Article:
First on my schedule for the week was heading to Portcullis House in Westminster to attend an All-Party Parliamentary Group on Assistive Technologies. The focus of the group is not only assistive technologies but more broadly, the accessibility of digital services in the public sector – something Kainos knows a thing or two about.
Prior to the meeting, I dialled in to my weekly call with our Belfast-based Operations team to discuss staff moves in and out of projects. This is a vital opportunity for me to help influence the career progression of people within the design capability by ensuring they get the right opportunities working on projects that will challenge them.
On the train, I read through briefing notes provided to me Bonnie, our Inclusive Design Principal. She’s been really key in our capability in ensuring inclusive design is on top of the agenda. The introduction of new accessibility legislation affects many of the services we deliver – and have delivered – for our public sector clients. At the meeting, I had the opportunity to discuss the inclusive design offering we are developing, as well as understand how the new legislation will be enforced and what it means for our clients.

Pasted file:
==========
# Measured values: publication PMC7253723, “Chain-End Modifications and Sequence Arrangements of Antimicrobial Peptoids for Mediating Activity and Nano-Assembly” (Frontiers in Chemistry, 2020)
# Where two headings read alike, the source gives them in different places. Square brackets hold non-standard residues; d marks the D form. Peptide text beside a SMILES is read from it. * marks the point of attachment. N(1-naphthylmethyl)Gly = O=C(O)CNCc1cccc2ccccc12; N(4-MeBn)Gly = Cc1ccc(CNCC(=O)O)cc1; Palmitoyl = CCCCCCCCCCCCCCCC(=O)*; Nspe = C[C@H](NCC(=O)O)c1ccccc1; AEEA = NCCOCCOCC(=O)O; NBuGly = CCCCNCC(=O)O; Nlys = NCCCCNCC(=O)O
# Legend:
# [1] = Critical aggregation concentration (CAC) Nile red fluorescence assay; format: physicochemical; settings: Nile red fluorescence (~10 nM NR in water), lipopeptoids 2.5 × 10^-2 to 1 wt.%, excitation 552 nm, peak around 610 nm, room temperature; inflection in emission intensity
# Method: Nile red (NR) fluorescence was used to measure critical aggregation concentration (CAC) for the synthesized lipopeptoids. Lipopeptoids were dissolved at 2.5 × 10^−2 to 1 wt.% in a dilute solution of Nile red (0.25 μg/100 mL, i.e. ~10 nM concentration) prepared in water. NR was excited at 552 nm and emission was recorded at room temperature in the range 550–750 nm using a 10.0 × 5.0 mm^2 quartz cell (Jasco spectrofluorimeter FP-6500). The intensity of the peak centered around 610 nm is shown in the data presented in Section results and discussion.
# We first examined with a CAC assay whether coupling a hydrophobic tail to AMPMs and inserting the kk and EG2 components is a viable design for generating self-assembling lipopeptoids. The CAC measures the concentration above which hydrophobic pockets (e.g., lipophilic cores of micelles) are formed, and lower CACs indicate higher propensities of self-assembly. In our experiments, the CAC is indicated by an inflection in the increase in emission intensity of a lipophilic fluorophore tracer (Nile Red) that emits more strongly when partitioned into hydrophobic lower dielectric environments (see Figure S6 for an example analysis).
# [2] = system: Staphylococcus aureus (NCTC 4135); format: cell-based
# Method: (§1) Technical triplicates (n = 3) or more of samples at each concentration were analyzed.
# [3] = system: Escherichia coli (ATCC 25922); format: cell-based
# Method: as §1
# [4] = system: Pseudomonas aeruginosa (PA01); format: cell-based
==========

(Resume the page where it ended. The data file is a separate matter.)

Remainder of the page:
Leaving Westminster, I headed home to pack for a flight to Edinburgh. On my way, I had a call with Nikos, Chief Design Officer to report back the findings from the Parliamentary Group meeting, and the opportunities it offers us to grow our design capabilities.
Sat at the airport facing a delayed flight, I started work on the plan for the design team, to indicate to the rest of the business our ambitions and requirements for the remainder of the year. Each capability within Kainos is required to produce a plan which lays out training needs, growth plans, recruitment strategies and an overall vision for people to ascribe to.
I landed in Edinburgh and headed to my hotel to check in. This is one of the many UK locations where we have a project team; in this case working with the Scottish Courts and Tribunal Service. My plan was to visit the design team that work onsite, check in on how they’re doing and understand the needs of the project. I’d arrived pretty late in the day, so I managed a quick dinner then wandered up to the castle and back before having an early night.
I woke to grey skies and pouring rain – not an uncommon occurrence in Edinburgh! Thankfully it cleared by the time I had navigated the buffet breakfast and headed out to meet one of our Service Designers who has been working on the project for 18 months.
Part of working on location with clients all over the UK means that you often get to see some weird and wonderful sights. Tuesday was no exception, as it turned out that the latest Fast & Furious film was being shot directly outside the client office. As the production crew had closed the Royal Mile, there was no option other than to walk through the filmset past several heavily-covered high power cars to enter the office!